Ag Policy Blog

Great, Another COOL Blog

Chris Clayton
By  Chris Clayton , DTN Ag Policy Editor
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COOL -- I have no more puns for COOL. I cashed all those in years ago.

(There was a nice little rant here about 15 years of writing COOL articles that I deleted.)

Supporters of country-of-origin labeling declared victory Monday that they had beaten back a federal lawsuit filed by the nation's meatpackers and other critics of the legislation. A bigger question was just how relevant the litigation is in the grand scheme of things because the World Trade Organization is going to tell everyone what is going to happen with COOL.

Still, National Farmers Union President Roger Johnson praised the dismissal of the U.S. District Court lawsuit on Country-of-Origin Labeling (COOL), filed by the multinational meatpacking industry and their allies to try and stop the USDA from implementing the very popular labeling law.

“This is a clear and indisputable win for American consumers and producers, and it’s a huge relief to know that common-sense labeling laws, like COOL, can prevail in court despite the deep pockets of the multinationals,” said Johnson.

Led by the American Meat Institute -- now the North American Meat Institute -- plaintiffs in the case sought in 2013 to block USDA from implementing the country-of-origin labeling rule handed down from USDA earlier that year. COOL opponents sued, but courts continued to rule that USDA had authority to implement the law. The plaintiffs had until Monday to either file paperwork to continue their case or drop it. The plaintiffs dropped it.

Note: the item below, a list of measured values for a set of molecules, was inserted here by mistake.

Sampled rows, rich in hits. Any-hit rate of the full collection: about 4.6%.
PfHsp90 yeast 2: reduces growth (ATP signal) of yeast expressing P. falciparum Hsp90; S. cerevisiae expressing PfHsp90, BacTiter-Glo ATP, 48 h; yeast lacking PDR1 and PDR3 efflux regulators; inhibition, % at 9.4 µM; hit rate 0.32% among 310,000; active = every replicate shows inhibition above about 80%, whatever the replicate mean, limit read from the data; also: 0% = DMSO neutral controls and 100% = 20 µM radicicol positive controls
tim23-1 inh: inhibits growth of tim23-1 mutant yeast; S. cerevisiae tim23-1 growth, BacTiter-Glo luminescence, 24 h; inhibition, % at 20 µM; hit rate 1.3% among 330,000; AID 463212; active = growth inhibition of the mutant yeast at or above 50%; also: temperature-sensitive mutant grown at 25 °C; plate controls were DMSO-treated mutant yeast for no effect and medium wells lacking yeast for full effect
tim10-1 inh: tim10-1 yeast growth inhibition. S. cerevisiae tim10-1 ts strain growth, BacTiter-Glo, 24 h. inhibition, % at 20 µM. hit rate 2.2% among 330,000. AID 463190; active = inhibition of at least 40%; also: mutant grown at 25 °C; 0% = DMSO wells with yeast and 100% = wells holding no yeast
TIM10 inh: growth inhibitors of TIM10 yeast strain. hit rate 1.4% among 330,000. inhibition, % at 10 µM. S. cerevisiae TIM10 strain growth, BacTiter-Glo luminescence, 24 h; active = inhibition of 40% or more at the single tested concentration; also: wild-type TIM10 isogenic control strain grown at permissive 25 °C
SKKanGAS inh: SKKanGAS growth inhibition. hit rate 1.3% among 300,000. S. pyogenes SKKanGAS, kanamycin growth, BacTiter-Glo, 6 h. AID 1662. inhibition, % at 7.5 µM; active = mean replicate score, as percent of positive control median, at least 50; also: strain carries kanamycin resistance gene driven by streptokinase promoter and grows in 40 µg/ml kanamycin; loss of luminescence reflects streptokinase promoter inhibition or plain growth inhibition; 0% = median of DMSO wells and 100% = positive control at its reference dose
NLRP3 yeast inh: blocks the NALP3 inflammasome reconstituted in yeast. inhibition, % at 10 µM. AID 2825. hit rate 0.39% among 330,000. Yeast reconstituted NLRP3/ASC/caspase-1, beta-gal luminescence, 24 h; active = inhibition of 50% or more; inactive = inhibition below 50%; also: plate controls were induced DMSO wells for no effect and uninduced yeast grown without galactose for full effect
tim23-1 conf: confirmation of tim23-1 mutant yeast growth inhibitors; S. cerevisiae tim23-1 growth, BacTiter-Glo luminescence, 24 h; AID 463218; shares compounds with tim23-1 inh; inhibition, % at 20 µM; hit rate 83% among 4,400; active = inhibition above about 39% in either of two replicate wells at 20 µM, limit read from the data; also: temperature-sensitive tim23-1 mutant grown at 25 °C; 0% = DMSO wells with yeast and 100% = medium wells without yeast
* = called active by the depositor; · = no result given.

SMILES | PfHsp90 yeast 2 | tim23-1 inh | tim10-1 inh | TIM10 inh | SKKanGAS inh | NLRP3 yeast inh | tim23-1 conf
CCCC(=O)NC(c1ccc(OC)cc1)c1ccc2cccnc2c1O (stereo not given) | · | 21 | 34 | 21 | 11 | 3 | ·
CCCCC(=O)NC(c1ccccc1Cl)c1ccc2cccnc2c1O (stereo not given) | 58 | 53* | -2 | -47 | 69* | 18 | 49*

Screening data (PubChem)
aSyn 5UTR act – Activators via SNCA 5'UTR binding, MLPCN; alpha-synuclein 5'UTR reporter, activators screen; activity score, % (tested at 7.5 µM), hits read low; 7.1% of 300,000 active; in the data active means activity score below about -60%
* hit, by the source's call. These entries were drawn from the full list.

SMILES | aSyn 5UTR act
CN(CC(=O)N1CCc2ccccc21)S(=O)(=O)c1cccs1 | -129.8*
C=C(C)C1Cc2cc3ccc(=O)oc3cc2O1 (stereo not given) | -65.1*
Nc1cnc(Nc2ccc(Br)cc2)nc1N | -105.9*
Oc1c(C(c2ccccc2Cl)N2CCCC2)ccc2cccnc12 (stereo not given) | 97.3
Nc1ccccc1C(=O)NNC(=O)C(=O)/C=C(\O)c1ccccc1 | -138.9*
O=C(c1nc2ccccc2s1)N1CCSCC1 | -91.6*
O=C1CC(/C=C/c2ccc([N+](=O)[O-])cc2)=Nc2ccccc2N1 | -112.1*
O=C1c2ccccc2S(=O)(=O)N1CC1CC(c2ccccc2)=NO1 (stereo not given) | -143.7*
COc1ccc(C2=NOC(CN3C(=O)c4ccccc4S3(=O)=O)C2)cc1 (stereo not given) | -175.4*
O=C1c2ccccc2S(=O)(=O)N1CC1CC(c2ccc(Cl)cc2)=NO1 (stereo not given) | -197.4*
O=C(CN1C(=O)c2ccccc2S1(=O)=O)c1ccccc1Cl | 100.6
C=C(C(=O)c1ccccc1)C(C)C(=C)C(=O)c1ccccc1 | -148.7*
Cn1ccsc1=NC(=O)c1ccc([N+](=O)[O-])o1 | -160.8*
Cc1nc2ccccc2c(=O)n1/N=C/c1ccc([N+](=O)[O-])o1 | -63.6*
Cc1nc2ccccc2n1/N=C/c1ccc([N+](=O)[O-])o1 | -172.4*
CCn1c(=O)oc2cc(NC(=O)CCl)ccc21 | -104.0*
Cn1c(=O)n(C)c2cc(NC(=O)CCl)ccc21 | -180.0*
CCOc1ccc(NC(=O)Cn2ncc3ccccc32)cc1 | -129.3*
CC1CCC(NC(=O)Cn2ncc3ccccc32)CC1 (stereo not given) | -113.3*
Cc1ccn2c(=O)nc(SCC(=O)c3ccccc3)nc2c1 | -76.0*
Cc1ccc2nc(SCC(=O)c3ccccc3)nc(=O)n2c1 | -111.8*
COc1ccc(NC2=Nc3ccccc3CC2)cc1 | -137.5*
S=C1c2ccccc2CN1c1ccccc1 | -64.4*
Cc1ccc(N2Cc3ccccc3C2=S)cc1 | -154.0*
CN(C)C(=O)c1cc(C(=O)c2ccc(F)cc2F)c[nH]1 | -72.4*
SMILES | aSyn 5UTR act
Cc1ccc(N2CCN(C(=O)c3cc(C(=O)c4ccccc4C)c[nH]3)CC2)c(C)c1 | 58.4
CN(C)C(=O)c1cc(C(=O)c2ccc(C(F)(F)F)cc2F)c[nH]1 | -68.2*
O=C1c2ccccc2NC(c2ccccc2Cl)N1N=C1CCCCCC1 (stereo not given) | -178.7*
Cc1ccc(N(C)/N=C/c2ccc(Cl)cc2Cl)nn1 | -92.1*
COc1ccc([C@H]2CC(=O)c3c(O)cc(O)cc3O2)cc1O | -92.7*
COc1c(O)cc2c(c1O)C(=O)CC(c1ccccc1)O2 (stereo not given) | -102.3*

There isn't much legal gain. The appeal at the World Trade Organization will determine whether the U.S. will have to scrap this latest rule or face possible retaliatory actions from Canada and Mexico.

NFU still saw enough victory in the lawsuit to praise the decision. “If the U.S. Courts are any indication of the trajectory of success of COOL, then American consumers are finally going to be permitted to know where their food comes from without intervention from our chief trade competitors and their multinational allies,” Johnson said.

Meanwhile, the Canadian ag minister strutted his way back to Ottawa after spending time in Washington, D.C., last week reminding everyone what terrible trading partners we are. It seems Gerry Ritz can't wait to implement tariffs over COOL. Did anyone discuss supply management or dairy tariffs with the minister during his time in the U.S.? I hear Canadian consumers have to pay more for milk, yogurt, eggs and poultry products. Times are tough Gerry. Tear down those tariffs while you are in the process of slapping down some new ones.

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Bonnie Dukowitz
2/10/2015 | 6:26 AM CST
While shopping last week I looked at a bag of candy. "Product of Canada", I placed it in my cart.